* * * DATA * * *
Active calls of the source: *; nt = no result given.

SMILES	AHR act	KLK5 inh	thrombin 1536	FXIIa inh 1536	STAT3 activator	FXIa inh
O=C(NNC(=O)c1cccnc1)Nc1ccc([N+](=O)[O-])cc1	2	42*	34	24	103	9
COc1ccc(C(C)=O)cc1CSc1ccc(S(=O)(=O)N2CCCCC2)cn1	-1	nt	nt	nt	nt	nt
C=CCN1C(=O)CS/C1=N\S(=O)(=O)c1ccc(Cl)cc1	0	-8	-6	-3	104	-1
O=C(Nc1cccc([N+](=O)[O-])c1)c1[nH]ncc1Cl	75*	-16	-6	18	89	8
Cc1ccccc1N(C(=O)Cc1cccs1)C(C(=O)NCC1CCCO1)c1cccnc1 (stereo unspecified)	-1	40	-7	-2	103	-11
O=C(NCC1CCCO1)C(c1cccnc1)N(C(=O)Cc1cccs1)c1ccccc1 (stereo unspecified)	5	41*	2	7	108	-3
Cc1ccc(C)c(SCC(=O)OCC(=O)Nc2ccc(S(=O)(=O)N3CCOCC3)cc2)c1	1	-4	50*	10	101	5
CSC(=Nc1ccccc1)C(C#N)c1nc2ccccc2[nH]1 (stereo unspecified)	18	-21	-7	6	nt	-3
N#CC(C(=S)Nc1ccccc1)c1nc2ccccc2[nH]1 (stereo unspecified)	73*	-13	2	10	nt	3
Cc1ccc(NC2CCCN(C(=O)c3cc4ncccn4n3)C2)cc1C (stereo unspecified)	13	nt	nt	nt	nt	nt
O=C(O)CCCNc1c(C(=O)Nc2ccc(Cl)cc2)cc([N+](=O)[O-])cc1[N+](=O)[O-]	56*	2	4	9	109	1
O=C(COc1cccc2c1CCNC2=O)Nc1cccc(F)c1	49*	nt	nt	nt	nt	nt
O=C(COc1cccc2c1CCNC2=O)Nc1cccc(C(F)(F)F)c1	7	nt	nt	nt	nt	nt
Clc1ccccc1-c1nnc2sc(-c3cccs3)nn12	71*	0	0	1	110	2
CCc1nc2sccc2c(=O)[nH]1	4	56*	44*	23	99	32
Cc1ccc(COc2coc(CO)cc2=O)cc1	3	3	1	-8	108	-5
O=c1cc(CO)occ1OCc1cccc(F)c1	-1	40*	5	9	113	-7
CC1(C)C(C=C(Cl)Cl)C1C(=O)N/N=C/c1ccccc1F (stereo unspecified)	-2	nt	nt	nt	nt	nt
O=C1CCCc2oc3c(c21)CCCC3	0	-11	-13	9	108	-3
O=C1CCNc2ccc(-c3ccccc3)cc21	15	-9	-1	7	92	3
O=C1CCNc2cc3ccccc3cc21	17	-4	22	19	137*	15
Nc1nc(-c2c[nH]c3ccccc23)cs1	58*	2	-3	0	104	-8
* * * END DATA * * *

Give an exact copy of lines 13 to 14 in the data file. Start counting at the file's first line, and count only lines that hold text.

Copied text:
O=C(O)CCCNc1c(C(=O)Nc2ccc(Cl)cc2)cc([N+](=O)[O-])cc1[N+](=O)[O-]	56*	2	4	9	109	1
O=C(COc1cccc2c1CCNC2=O)Nc1cccc(F)c1	49*	nt	nt	nt	nt	nt